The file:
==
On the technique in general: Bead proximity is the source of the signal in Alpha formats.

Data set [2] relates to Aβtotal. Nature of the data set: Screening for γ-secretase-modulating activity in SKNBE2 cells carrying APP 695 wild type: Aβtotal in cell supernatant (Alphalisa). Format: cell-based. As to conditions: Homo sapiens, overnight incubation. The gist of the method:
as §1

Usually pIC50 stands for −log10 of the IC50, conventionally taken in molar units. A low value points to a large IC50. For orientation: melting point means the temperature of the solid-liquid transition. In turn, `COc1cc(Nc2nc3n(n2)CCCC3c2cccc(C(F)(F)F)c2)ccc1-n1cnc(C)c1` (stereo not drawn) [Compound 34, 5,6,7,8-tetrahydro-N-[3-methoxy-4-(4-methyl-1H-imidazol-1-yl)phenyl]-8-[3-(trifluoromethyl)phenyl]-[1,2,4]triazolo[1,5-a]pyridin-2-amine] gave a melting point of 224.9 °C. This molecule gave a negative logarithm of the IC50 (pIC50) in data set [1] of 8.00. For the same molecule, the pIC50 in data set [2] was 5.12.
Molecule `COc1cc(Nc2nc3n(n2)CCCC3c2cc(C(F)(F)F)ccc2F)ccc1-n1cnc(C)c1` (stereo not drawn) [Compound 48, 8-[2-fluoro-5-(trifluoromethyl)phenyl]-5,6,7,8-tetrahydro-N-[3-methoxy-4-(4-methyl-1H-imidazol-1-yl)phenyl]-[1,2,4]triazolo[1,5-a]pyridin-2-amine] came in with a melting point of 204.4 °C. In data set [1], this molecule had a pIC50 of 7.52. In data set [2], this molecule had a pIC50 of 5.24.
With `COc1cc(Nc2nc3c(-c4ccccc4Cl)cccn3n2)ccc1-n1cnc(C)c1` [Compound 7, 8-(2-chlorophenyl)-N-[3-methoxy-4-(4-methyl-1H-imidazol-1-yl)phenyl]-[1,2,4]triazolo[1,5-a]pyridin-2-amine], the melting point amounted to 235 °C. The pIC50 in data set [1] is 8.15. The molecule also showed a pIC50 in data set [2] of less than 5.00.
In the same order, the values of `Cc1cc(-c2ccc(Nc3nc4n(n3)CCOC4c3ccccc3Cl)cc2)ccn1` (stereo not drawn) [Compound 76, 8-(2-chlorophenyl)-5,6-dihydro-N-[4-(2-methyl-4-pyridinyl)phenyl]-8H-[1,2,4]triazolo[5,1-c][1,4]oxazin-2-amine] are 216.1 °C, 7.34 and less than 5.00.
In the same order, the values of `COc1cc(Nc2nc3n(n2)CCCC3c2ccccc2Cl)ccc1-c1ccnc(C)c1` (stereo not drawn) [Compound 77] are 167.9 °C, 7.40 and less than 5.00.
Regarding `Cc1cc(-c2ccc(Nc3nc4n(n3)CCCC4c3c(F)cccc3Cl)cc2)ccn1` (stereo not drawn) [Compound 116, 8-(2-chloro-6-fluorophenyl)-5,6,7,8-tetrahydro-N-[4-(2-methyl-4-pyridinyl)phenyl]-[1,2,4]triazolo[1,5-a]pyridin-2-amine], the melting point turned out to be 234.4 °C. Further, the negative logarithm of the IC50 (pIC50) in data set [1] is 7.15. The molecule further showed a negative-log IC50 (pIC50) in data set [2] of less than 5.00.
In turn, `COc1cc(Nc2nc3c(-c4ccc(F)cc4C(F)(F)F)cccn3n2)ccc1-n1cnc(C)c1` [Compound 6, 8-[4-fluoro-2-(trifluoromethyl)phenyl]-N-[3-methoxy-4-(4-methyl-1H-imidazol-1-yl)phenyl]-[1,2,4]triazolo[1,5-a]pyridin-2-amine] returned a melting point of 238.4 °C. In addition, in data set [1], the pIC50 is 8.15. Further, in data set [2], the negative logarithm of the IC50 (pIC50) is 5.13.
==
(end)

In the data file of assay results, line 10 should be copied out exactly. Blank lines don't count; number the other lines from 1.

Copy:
In turn, `COc1cc(Nc2nc3c(-c4ccc(F)cc4C(F)(F)F)cccn3n2)ccc1-n1cnc(C)c1` [Compound 6, 8-[4-fluoro-2-(trifluoromethyl)phenyl]-N-[3-methoxy-4-(4-methyl-1H-imidazol-1-yl)phenyl]-[1,2,4]triazolo[1,5-a]pyridin-2-amine] returned a melting point of 238.4 °C. In addition, in data set [1], the pIC50 is 8.15. Further, in data set [2], the negative logarithm of the IC50 (pIC50) is 5.13.